Pemex scales back upstream goals
The strained producer downgrades its 2021 forecast as rapid economic recovery looks doubtful
Mexican state-owned oil firm Pemex has been forced to revise down its crude upstream target for 2021. The producer cut c.170,000bl/d from an earlier projection of 2.03mn bl/d after the government reforecast its near-term oil price.
Before the Covid-19 pandemic, Pemex had predicted an average price for a Mexican crude oil mix of $49/bl for 2020. But as global energy demand reeled, the realised price slumped to just above $31.80/bl over the first six months of the year.
And the government predicts only a slow recovery in prices next year. The finance ministry expects oil to rebound to an average of just $42.10/bl for 2021. “Due to low expected oil prices during 2021, Pemex has decided to focus on low cost fields,” says Edgar Cruz Borges, head of credit research at Spanish bank BBVA. “That would mean that high cost wells would be cut.”
The economic impact of Covid-19 had already seriously winded Pemex. The Mexican NOC suffered a $26.4bn net income loss over the first six months of 2020 as the value of its Maya crude blend plummeted and the country entered recession.
$26.4bn – Net income loss in 2020
And a production drop at one of Mexico’s largest oilfields is particularly concerning for Pemex. Output from its offshore Maloob field has fallen by 28pc since the start of the year, and in July sent Pemex’s production into freefall.
Mexico’s national hydrocarbon commission (CNH) recorded output of just 1.55mn bl/d for Pemex in July, its lowest since 1979, although the company’s statistics reported a slightly better 1.63mn bl/d and Mexican president Andres Lopez Obrador rejected the initial figure.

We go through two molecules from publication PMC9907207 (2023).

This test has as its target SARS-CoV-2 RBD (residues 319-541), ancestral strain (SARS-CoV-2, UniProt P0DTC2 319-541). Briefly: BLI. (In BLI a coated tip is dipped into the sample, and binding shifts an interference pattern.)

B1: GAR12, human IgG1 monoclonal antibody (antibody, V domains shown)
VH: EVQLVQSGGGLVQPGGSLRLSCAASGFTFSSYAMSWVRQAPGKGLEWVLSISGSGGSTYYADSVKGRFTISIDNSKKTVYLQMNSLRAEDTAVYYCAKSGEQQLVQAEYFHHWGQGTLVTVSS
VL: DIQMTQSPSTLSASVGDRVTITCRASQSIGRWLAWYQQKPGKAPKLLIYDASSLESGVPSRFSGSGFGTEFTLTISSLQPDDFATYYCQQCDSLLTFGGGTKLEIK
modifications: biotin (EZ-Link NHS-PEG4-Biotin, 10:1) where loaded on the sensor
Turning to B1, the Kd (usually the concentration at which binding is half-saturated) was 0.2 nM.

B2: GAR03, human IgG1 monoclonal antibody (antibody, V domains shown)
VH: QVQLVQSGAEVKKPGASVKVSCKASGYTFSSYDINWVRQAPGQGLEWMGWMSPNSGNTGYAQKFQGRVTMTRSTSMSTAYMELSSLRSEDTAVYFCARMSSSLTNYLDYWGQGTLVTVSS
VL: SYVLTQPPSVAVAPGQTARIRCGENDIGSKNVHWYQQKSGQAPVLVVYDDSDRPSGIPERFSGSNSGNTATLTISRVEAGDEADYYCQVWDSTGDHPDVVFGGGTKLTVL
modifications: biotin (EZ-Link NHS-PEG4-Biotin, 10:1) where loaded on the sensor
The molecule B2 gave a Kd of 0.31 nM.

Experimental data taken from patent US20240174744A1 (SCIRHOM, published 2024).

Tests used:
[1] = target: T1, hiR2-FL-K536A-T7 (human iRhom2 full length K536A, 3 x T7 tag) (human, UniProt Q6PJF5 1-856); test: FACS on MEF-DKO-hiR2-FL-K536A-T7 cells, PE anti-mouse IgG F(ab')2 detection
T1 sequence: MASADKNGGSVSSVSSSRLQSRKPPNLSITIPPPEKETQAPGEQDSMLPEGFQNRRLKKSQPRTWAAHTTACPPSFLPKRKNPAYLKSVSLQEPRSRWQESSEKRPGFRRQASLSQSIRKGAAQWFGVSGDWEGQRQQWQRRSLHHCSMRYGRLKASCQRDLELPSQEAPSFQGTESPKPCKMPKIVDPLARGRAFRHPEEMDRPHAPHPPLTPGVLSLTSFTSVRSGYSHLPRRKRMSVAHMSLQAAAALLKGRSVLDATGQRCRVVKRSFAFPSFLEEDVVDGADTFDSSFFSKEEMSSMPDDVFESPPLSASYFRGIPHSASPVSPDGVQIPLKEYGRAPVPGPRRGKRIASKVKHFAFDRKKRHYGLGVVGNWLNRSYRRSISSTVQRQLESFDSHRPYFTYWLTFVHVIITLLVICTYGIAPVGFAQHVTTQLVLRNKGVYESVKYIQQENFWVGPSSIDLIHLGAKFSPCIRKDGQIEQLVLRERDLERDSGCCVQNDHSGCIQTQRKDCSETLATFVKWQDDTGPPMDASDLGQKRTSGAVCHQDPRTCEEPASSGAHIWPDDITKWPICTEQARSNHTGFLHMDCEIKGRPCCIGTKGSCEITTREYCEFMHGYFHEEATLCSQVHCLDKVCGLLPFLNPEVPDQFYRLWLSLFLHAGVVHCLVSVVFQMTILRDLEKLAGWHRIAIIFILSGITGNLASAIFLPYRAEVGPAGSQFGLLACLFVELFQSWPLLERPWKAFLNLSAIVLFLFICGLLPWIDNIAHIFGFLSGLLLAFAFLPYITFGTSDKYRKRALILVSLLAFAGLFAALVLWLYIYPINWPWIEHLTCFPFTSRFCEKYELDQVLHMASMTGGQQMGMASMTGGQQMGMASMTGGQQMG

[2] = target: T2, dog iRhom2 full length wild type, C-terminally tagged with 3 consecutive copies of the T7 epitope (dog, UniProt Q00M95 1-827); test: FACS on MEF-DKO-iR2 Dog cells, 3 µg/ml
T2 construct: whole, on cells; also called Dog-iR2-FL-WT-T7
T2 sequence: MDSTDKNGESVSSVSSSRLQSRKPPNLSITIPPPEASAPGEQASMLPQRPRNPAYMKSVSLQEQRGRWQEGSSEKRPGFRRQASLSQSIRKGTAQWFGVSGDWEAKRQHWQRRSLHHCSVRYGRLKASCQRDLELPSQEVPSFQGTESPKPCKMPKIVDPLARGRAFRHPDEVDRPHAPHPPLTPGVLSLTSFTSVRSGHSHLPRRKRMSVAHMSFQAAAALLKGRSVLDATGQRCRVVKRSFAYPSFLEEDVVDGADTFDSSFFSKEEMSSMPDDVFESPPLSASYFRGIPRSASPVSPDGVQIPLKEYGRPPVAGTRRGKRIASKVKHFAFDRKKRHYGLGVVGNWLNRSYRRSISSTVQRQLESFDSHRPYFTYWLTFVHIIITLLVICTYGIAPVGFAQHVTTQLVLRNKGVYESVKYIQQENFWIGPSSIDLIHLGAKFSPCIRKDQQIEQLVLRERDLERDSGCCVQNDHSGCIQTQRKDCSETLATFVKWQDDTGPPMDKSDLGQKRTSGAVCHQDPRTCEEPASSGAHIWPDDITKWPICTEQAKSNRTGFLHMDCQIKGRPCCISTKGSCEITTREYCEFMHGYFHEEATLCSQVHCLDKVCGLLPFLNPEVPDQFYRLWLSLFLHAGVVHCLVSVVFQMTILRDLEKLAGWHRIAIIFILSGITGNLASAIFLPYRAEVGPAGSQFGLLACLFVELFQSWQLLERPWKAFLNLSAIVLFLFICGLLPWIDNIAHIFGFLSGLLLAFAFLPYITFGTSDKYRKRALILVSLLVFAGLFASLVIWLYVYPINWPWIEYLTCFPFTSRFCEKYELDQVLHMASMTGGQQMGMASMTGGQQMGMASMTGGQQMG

“Given the relatively large share of the Maloob field in total crude oil production over the past years, it is a cause of great concern because the output reduction was expected to be gradual up to 2030,” says Arnulfo Rodriguez, principal economist at BBVA.
Overexploitation of the field resulted in water entering and a rapid decline in pressure. Pemex had previously tried to pump too fast, too soon at its Xanab offshore field. The CNH fined the Mexican firm in 2019 for overexploiting the field when output declined sharply.
New priority fields funded by Pemex may not be enough to even reach the downgraded government target. The CNH forecasts a total of just over 300,000bl/d from the fields in 2021, driven mainly by the onshore Ixachi field.
But the additions represent only 118,000bl/d above previous projections for 2020, and many of the projects have struggled to stay on schedule. “It is unlikely that the new fields will be enough to meet the new production target because they have proved to fall short of production goals in previous months and will have to make up for the natural decline in output from other fields,” says Rodriguez.
The gloomy outlook will make the result of the unitisation of the offshore Zama discovery even more crucial for Pemex. The field overlaps two blocks in the Gulf of Mexico, one operated by Pemex and the other by a consortium led by US operator Talos Energy. “Zama is important since it would be an option to increase reserves and, once developed, increase production,” adds Cruz Borges.
“It is unlikely that the new fields will be enough to meet the new production target” Rodriguez
An independent assessment of the field released in January estimated total recoverable resources of around 670mn bl oe, with 60pc held within Talos’ block 7. Pemex has since rejected the claim and has until January to settle the unitisation and operatorship before the decision is turned over to the Mexican regulators.
But there are concerns the decision could be biased in favour of the Mexican NOC, especially considering the importance of the find. Unlike Talos, Pemex has failed to drill anything on its side of the border, and the Mexican company’s recent track record at its new fields suggest that it gaining operatorship could yet introduce further delays in efforts to move towards first oil.